Carbon-based Materials

Carbon-based Materials

Graphene
Selmiye Alkan Gürsel
Veera Sadhu
  • Functionalized Graphenes
    Functionalization of Graphene

    Graphene based nanomaterials are highly important because of their unique properties such as high contact surface area, high electrical conductivity and their enormous stability. Graphene and related materials have been used as promising catalyst supports in energy conversion and storage applications. In our research, in order to produce more efficient catalyst supports, we successfully modified graphene with various active functional groups such as amine, thiophene, fluorosilane, and RGD peptide by mono and multi-functionalization of graphene oxide. Further, modified polyol process was used to obtain specifically guided growth of Platinum (Pt) nanoparticles on these modified graphene surfaces. Consequently, better dispersion of Pt nanoparticles were obtained with delicate control-ability. As a result, the electrocatalytic activity (ECSA and ORR) was greatly enhanced. These promising nanomaterials can serve as potential candidates for high performance polymer electrolyte membrane fuel cells.

Selmiye Alkan Gürsel
Fevzi Çakmak Cebeci
Melih Papila
  • Graphene/polymer Nanocomposites

    In this work, superior electrical, mechanical and antibacterial properties of graphene nanosheets were readily incorporated in electrospun poly (vinyl alcohol) (PVA) fibers. The major advantage of this approach is that via co-solvent addition method, a well-dispersed hydrophobic graphene nanosheet distribution in hydrophilic PVA solution was achieved. Thus, improving the final fibers' mechanical and electrical properties. As the final stage of this investigation, effectiveness of this method in preparation of ternary PVA/PANI/rGO fibers and their antibacterial performance was studied. It was shown that effective distribution of conducting components in biodegradable PVA fibers resulted in high antibacterial activity of the final electrospun mats.


Metal Organic Frameworks
Selmiye Alkan Gürsel
Emre Biçer
  • Metal organic frameworks

    Metal-organic frameworks (MOFs) are a new class of porous, highly crystalline materials consisting of metal nodes connected by organic linkers. Due to the simplicity of manipulating or substituting the metal centers and ligands, there are limitless number of possible combinations, which is attractive from a design standpoint. MOFs exhibit many unique properties due to their tunable pore sizes, thermal stability, high volume capacities, large surface areas, and desirable electrochemical characteristics. Our aim is to prepare well dispersed and ordered metal nanoparticles (Ni, Co or Mn) on graphene. For that purpose we have been synthesizing graphene supported MOFs first and then by annealing (to remove organic parts) we will achieve desired catalyst layer. It is also possible to obtain bimetallic nanoparticles starting from two diffent MOFs.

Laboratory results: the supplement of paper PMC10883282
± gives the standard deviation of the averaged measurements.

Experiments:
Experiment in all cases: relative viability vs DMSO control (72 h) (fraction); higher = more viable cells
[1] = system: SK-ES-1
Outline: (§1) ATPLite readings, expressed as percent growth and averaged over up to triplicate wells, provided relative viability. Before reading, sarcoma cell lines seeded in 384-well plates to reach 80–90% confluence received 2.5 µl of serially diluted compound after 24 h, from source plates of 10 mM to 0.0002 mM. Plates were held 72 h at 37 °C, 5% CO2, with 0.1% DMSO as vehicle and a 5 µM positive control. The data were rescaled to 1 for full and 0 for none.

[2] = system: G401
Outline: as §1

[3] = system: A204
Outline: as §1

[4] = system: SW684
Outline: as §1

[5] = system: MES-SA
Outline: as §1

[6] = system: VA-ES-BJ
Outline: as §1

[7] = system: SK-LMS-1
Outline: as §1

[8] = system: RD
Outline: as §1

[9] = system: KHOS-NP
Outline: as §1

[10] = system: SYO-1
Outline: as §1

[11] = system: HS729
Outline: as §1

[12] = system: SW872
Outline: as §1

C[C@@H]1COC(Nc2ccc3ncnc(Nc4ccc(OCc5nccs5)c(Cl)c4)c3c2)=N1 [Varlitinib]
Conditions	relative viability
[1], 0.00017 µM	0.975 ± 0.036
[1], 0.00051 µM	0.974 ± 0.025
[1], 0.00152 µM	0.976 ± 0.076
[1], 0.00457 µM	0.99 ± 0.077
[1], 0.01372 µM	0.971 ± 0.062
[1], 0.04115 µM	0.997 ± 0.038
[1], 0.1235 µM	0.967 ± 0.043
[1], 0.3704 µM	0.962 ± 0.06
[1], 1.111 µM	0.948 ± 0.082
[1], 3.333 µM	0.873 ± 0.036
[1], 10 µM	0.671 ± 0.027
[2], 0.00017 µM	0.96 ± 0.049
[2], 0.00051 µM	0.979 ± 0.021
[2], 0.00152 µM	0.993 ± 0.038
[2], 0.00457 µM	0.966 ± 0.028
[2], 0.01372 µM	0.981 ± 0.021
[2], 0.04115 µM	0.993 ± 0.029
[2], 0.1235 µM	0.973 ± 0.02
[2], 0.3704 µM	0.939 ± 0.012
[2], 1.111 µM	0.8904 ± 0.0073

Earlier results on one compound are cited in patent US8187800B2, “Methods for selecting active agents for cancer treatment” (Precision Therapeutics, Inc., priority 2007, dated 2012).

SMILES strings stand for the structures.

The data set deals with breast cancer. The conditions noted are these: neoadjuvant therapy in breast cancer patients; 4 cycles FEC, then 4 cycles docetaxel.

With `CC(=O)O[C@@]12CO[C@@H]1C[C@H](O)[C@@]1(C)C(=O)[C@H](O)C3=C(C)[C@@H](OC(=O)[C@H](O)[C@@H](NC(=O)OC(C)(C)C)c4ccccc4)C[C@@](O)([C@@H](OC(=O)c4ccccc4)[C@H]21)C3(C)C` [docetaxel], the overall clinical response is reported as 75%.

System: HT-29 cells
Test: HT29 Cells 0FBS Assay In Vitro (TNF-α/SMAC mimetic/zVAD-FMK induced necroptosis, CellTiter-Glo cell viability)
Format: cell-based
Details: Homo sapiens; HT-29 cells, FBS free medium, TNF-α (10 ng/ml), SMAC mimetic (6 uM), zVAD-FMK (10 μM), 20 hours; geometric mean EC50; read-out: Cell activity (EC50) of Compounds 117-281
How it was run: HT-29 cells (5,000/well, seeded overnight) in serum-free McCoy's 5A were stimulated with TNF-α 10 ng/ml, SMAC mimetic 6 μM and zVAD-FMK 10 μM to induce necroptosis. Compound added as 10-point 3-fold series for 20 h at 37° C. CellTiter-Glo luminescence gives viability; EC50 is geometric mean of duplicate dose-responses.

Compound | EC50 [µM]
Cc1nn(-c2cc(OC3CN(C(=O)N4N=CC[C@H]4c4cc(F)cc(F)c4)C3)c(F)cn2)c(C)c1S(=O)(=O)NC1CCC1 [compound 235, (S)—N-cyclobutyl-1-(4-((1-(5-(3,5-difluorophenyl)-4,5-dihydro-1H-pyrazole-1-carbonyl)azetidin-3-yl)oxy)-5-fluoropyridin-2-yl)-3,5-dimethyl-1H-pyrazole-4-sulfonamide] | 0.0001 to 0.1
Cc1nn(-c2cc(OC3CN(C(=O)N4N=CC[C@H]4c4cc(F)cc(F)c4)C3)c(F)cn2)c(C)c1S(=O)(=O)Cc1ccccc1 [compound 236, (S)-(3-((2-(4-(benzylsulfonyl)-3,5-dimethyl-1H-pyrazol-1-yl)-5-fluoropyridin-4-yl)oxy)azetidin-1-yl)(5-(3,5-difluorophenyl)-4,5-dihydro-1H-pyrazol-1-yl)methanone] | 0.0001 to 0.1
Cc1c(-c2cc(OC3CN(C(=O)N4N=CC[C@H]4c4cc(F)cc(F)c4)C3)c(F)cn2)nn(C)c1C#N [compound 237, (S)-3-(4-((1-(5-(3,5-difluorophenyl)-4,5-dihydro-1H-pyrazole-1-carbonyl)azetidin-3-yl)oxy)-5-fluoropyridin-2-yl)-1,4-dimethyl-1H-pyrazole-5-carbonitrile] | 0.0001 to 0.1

Biomass
Yuda Yürüm

M. Baysal, K. Bilge, B. Yılmaz, M. Papila, Y. YÜRÜM
Preparation of high surface area activated carbon from waste-biomass of Sunflower piths:
Kinetics and equilibrium studies on the methylene blue adsorption,
Journal of Environmental Chemical Engineering, 6, 1702-1713, 2018.

Sunflower pith (SP), a vast agricultural waste is herein used as a precursor material for highly porous low density activated carbon production. Porosity and flake-like microstructure of the SP in its natural form are shown by micro-computed tomography (Micro-CT). Carbonization process turns the SP into thin, separated carbon flakes of 200 nm thickness. Two types of alkaline based chemical activation with KOH and NaOH are performed to yield SP based activated carbon (AC), K-SPAC and N-SPAC, respectively. Microstructural changes upon carbonization and activation process are elaborated by RAMAN, FTIR and SEM analyses. BET Surface area of the NaOH-activated N-SPAC was calculated as 2690m2/g and was higher than KOH-activated K-SPAC with 2090m2/g. Maximum adsorption capacity of N-SPAC was calculated as 965 mg/g whereas it was 580 mg/g for K-SPAC. Adsorption kinetic studies for N-SPAC revealed that at a low initial concentration of dye (500 mg/L), the pseudo first-order kinetic model was predictive. On the other hand, at high initial MB concentration (1000 mg/ L), the results indicate that the adsorption kinetics follow the Elovich model with intraparticle diffusion as one of the rate-determining steps. In conclusion, overall results suggest that thanks to its highly porous microstructure, the SP is an alternative renewable AC precursor choice for dye removal applications.